Indeed, Skara Brae predates both Stonehenge and the Egyptian pyramids, making it one of the oldest settlements in British history. Archaeologists estimate that Skara Brae was inhabited more than 5,000 years ago, around 3200 BC. This timeline places it in the Neolithic, or New Stone Age period, a time when communities began to settle in one place, and farming and the construction of megalithic monuments became prevalent in Britain.

Stonehenge, in comparison, is believed to have been constructed between 3000 BC to 2000 BC, with the Egyptian pyramids of Giza dating back to around 2580 BC to 2560 BC. Skara Brae’s earlier date asserts its significance in providing insights into the life and technology of Neolithic society before the construction of these famed structures.

How Big Was Skara Brae?

Skara Brae was a small but intricate settlement. Though the population estimates vary, it is believed that between 50 to 100 individuals lived in the village at any one time. This size is considerable, given the overall smaller populations during the Neolithic period. The settlement comprised eight stone-built houses, connected by a series of low, covered passages.

These houses were remarkably well-preserved, thanks in part to being buried under sand dunes shortly after the village was abandoned. Each house contained stone furniture, including beds, dressers, and storage areas, indicating a community that placed importance on domestic comfort and organization. Despite its small size, Skara Brae provides critical clues into the social structure, daily life, and architectural advancements of Neolithic peoples, showcasing a tightly knit community with sophisticated design sensibilities.

Visiting Skara Brae and Skaill House

Exploring Skara Brae and Skaill House presents a unique journey back in time, offering insights into Neolithic life on the Orkney Islands. Nestled on the windswept west coast of the Orkney Mainland, these sites serve as a window to an ancient world, shedding light on the lives of the people who resided there over 5,000 years ago.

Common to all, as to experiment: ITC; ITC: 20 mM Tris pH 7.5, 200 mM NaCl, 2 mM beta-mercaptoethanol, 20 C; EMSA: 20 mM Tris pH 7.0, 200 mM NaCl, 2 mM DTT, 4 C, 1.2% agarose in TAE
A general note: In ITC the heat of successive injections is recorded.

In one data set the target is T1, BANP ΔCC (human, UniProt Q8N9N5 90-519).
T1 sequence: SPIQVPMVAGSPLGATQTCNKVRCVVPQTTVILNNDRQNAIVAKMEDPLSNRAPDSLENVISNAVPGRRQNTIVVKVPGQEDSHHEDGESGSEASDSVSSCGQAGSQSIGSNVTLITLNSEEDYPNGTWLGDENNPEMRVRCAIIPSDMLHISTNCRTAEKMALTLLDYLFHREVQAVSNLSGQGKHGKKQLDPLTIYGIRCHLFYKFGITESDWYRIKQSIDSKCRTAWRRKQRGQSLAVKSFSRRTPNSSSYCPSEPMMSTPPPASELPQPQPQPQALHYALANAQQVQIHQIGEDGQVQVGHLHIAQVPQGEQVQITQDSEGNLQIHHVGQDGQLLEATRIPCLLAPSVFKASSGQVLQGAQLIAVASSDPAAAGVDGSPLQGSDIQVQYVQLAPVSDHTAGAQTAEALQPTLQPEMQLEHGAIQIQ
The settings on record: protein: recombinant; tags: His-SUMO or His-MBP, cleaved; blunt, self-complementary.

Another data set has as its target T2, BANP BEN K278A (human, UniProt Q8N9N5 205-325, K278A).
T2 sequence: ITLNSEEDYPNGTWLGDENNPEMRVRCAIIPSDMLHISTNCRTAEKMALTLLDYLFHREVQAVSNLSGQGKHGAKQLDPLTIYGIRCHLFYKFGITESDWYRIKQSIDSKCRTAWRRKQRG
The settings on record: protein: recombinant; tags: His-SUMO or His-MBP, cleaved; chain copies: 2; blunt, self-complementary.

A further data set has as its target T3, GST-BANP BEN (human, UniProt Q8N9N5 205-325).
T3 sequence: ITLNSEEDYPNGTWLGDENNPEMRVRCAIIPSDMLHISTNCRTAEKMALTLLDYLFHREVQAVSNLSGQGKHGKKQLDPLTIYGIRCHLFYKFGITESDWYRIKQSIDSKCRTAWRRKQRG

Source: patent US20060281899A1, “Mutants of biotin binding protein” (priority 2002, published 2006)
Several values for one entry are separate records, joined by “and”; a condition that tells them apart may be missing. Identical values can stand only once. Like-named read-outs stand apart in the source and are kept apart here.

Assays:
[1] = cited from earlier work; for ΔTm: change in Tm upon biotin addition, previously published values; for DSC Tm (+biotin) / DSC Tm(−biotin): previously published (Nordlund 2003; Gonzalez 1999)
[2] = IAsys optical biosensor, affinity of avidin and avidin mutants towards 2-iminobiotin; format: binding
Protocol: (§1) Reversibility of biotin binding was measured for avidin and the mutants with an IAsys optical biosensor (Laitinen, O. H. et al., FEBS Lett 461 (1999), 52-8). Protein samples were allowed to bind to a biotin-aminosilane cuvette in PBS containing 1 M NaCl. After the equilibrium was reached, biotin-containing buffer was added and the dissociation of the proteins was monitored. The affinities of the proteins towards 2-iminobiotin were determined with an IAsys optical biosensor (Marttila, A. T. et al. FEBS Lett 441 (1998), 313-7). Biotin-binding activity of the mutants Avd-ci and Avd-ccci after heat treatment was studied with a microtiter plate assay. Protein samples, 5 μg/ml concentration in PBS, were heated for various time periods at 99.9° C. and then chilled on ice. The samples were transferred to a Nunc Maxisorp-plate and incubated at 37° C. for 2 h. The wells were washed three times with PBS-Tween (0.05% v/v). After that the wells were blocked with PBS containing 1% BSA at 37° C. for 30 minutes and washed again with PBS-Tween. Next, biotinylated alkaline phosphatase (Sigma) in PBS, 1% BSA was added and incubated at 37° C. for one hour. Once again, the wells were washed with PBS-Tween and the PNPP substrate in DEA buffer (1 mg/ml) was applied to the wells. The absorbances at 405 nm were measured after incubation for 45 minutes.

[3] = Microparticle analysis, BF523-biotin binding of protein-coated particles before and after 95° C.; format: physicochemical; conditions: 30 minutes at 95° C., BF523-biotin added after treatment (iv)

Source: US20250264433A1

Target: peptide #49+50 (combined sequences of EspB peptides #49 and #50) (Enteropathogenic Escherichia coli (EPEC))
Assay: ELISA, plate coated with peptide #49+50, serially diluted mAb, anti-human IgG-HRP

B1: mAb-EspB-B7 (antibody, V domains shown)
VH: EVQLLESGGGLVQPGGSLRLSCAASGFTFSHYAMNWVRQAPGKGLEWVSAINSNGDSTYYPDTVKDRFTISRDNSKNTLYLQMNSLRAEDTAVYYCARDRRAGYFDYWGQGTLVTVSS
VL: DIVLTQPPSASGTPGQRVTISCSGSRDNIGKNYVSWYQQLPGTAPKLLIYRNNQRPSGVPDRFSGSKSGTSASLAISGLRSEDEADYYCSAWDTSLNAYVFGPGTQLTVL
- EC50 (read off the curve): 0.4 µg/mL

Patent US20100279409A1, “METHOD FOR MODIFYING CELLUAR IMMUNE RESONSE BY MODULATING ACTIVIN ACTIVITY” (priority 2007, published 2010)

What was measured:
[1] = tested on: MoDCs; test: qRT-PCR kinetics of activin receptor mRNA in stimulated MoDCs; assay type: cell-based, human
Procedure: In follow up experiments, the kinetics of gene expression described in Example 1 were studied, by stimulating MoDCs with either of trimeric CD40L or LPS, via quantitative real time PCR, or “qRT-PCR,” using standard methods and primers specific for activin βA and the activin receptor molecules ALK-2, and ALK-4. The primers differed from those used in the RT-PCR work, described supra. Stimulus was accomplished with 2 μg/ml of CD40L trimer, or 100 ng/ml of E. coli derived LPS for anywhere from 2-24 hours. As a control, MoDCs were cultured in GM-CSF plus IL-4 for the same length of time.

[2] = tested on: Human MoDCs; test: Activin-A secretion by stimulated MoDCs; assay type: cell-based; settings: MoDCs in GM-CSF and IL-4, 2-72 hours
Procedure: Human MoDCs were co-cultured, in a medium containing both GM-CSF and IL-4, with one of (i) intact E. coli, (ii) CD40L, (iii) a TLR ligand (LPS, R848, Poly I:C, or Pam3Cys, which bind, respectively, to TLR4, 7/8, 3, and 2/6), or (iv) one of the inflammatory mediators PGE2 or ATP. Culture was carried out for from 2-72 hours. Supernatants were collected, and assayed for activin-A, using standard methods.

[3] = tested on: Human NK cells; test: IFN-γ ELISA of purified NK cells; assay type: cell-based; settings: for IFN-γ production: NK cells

Located approximately 20 minutes from Stromness and just over an hour from Kirkwall, Skara Brae’s accessibility makes it a must-visit for history enthusiasts and casual tourists alike. The drive itself, is picturesque, winding through Orkney’s stunning landscapes before arriving at the historical site. A parking area situated a short distance from the house offers convenient access, and from there, visitors can make their way to the beach or start their exploration of Skara Brae.

Skara Brae is open to the public all year round, although it’s important to note that the operating hours are reduced during the winter months. Meanwhile, Skaill House, which overlooks the ancient village and provides a markedly different architectural experience, is open only during the summer months due to heating costs. Guests are encouraged to check the Historic Environment Scotland website for up-to-date information on opening times and ticket prices before planning their visit.

Given the popularity of Skara Brae, especially during the summer when cruise ships dock in Kirkwall, it’s advisable to check the cruise ship schedules to avoid the busiest times. This ensures a more intimate and leisurely exploration of the site.

Upon arrival, visitors are greeted by the well-preserved remains of Skara Brae, revealing stone-built house interiors complete with furnishings that offer a glimpse into Neolithic domestic life. Informational plaques and an onsite visitor center enrich the experience, providing context and background to what is considered one of the best-preserved prehistoric villages in Northern Europe.